But how much losing can you take? Does the thought of your stocks plunging make you sick to your stomach? Or are you a genuine thrill-seeker who loves the rush of adrenaline you get when you think about putting your money somewhere shaky?

Determining your risk tolerance is an important step to take for ensuring you’re completely comfortable with your investments. You might also come across trade recommendations that are discussing options based on different risk tolerances.

While your risk tolerance will change according to your age, income requirements and financial goals, there is no fixed label for those who fit certain criteria. There are simply too many variables. For example, most people think that the younger you are, the more of a risk-taker you’ll be. They reason that the years ahead afford you the freedom to take more chances with your money. While this may be true in general, it is not a fixed rule, and determining your risk tolerance depends on several variables besides age.

So, how do you determine your risk tolerance? Consider the following before answering the question:

1.) Time frame

The first factor to determine is the actual length of the investment horizon. When will the funds be needed? Even a younger investor can have a short-term horizon if they’re trying to earn enough capital for a goal they hope to fulfill in the near future, such as buying a house. If the investment horizon is indeed short, the risk tolerance should shift toward being more conservative, regardless of the investor’s age. For long-term investments, there’s room for more aggressive investing.

If you’re an older investor, don’t fall into the trap of thinking that, just because you’re pushing 70, you need to move everything into conservative investments. This may be suitable advice for some, but it’s not recommended as a one-size-fits-all approach. For example, a retiree who has sufficient funds to live off the interest without touching the principal can safely invest in volatile stocks. Also, with today’s growing life expectancy, a 70-year-old investor may still have a 20-year investment horizon – or more! When determining your risk tolerance, be sure to consider your actual time horizon, irrespective of age.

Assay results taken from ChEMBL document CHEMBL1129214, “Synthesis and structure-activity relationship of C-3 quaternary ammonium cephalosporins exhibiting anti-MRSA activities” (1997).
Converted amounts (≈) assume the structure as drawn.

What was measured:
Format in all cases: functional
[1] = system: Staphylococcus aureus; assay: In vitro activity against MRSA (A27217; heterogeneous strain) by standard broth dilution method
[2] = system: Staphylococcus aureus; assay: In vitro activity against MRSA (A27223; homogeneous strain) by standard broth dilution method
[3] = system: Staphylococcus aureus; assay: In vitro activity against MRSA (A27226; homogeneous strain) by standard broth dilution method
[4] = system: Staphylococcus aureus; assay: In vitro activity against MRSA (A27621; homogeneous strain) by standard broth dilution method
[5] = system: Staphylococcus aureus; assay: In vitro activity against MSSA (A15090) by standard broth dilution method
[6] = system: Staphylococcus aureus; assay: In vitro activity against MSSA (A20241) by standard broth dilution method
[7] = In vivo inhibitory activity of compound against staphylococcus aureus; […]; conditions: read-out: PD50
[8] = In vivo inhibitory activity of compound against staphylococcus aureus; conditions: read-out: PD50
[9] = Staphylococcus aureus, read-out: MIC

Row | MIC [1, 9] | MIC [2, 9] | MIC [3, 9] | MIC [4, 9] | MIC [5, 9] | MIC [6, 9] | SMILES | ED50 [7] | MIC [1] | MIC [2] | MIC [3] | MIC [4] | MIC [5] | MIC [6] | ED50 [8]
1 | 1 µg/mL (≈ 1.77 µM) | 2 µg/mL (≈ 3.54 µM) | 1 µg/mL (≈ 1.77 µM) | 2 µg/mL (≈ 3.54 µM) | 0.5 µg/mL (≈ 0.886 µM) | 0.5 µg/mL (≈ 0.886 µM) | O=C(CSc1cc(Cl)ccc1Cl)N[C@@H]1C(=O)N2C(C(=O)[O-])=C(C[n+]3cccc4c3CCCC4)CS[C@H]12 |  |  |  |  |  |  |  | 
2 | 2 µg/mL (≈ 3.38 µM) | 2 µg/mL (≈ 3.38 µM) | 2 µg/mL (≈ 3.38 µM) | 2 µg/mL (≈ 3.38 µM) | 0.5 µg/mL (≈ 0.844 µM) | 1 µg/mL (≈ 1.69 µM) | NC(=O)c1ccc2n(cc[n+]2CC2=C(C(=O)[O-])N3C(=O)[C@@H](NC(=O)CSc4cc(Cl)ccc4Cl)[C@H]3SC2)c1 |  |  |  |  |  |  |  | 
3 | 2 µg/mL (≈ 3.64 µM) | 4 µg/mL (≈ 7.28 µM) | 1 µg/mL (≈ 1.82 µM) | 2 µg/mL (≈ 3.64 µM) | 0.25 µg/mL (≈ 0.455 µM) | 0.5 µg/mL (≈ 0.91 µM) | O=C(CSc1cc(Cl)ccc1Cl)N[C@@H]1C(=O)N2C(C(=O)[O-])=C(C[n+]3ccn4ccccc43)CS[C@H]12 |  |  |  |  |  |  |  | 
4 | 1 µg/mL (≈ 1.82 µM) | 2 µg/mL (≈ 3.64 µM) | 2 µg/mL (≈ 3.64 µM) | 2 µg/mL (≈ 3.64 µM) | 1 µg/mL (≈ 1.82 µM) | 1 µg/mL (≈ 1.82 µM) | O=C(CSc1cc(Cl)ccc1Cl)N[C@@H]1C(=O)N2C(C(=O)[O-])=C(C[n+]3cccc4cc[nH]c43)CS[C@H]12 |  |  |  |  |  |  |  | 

2.) Risk capital

An obvious factor of your risk tolerance is going to be how much money you have available to put into the market. What is your net worth? To find this number, simply add all your assets and subtract your liabilities. Risk capital is defined as the amount of money you have available to invest or trade that will not affect your lifestyle if it is fully lost. It is also referred to as liquid capital, meaning assets that can easily be converted to cash.

Naturally, an investor with a higher net worth will be able to take more risk. The smaller the percentage of your overall net worth the investment represents, the more aggressive the risk tolerance can be.

Unfortunately, those with little or even no net worth are often attracted to riskier investments because of the lure of quick and large profits. Bear in mind, though, that when too much risk is taken with too little capital, a trader can be forced out of a position too early to make the investment worth it.

On the other hand, if an undercapitalized trader using limited risk instruments “goes bust,” it shouldn’t take that trader long to recoup the losses. Contrast this with a high-net-worth trader who throws caution to the wind and puts everything into one risky stock and loses – it will take this trader a lot longer to recover.